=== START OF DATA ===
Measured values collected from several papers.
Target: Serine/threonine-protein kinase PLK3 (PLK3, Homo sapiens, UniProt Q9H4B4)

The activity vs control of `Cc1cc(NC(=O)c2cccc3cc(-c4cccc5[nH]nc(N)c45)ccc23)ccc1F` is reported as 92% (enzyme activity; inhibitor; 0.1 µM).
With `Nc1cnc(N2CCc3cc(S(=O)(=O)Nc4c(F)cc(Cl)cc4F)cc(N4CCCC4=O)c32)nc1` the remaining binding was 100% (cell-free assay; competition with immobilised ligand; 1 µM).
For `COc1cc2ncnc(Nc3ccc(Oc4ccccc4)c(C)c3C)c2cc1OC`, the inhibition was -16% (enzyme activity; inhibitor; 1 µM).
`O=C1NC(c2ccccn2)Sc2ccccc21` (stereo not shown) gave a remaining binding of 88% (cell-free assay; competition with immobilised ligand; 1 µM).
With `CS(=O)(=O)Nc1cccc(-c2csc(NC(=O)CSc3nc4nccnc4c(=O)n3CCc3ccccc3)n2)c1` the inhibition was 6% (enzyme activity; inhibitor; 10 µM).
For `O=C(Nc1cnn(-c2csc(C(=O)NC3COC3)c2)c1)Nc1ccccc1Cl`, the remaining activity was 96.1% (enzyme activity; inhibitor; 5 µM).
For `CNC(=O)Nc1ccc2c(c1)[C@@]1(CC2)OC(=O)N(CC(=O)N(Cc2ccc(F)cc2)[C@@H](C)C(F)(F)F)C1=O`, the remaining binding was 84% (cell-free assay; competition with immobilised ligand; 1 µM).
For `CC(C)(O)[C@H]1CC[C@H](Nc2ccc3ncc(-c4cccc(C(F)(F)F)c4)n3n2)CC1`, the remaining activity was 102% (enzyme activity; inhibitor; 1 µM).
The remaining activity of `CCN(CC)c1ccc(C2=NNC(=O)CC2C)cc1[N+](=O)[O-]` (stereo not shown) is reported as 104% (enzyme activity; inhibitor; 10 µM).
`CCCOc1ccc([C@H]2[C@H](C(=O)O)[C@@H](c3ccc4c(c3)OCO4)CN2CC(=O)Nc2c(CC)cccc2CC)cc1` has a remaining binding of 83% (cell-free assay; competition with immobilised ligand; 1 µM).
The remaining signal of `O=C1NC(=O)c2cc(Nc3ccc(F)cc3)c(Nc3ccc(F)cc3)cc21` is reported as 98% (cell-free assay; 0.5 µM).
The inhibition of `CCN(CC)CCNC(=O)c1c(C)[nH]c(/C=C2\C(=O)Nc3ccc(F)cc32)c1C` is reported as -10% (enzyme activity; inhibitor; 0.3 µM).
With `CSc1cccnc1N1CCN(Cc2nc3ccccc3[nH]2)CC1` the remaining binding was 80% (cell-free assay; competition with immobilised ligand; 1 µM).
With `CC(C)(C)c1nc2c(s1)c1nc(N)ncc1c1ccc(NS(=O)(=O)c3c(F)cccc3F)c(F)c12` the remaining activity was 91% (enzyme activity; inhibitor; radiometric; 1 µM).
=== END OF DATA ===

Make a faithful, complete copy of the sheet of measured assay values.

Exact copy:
Measured values collected from several papers.
Target: Serine/threonine-protein kinase PLK3 (PLK3, Homo sapiens, UniProt Q9H4B4)

The activity vs control of `Cc1cc(NC(=O)c2cccc3cc(-c4cccc5[nH]nc(N)c45)ccc23)ccc1F` is reported as 92% (enzyme activity; inhibitor; 0.1 µM).
With `Nc1cnc(N2CCc3cc(S(=O)(=O)Nc4c(F)cc(Cl)cc4F)cc(N4CCCC4=O)c32)nc1` the remaining binding was 100% (cell-free assay; competition with immobilised ligand; 1 µM).
For `COc1cc2ncnc(Nc3ccc(Oc4ccccc4)c(C)c3C)c2cc1OC`, the inhibition was -16% (enzyme activity; inhibitor; 1 µM).
`O=C1NC(c2ccccn2)Sc2ccccc21` (stereo not shown) gave a remaining binding of 88% (cell-free assay; competition with immobilised ligand; 1 µM).
With `CS(=O)(=O)Nc1cccc(-c2csc(NC(=O)CSc3nc4nccnc4c(=O)n3CCc3ccccc3)n2)c1` the inhibition was 6% (enzyme activity; inhibitor; 10 µM).
For `O=C(Nc1cnn(-c2csc(C(=O)NC3COC3)c2)c1)Nc1ccccc1Cl`, the remaining activity was 96.1% (enzyme activity; inhibitor; 5 µM).
For `CNC(=O)Nc1ccc2c(c1)[C@@]1(CC2)OC(=O)N(CC(=O)N(Cc2ccc(F)cc2)[C@@H](C)C(F)(F)F)C1=O`, the remaining binding was 84% (cell-free assay; competition with immobilised ligand; 1 µM).
For `CC(C)(O)[C@H]1CC[C@H](Nc2ccc3ncc(-c4cccc(C(F)(F)F)c4)n3n2)CC1`, the remaining activity was 102% (enzyme activity; inhibitor; 1 µM).
The remaining activity of `CCN(CC)c1ccc(C2=NNC(=O)CC2C)cc1[N+](=O)[O-]` (stereo not shown) is reported as 104% (enzyme activity; inhibitor; 10 µM).
`CCCOc1ccc([C@H]2[C@H](C(=O)O)[C@@H](c3ccc4c(c3)OCO4)CN2CC(=O)Nc2c(CC)cccc2CC)cc1` has a remaining binding of 83% (cell-free assay; competition with immobilised ligand; 1 µM).
The remaining signal of `O=C1NC(=O)c2cc(Nc3ccc(F)cc3)c(Nc3ccc(F)cc3)cc21` is reported as 98% (cell-free assay; 0.5 µM).
The inhibition of `CCN(CC)CCNC(=O)c1c(C)[nH]c(/C=C2\C(=O)Nc3ccc(F)cc32)c1C` is reported as -10% (enzyme activity; inhibitor; 0.3 µM).
With `CSc1cccnc1N1CCN(Cc2nc3ccccc3[nH]2)CC1` the remaining binding was 80% (cell-free assay; competition with immobilised ligand; 1 µM).
With `CC(C)(C)c1nc2c(s1)c1nc(N)ncc1c1ccc(NS(=O)(=O)c3c(F)cccc3F)c(F)c12` the remaining activity was 91% (enzyme activity; inhibitor; radiometric; 1 µM).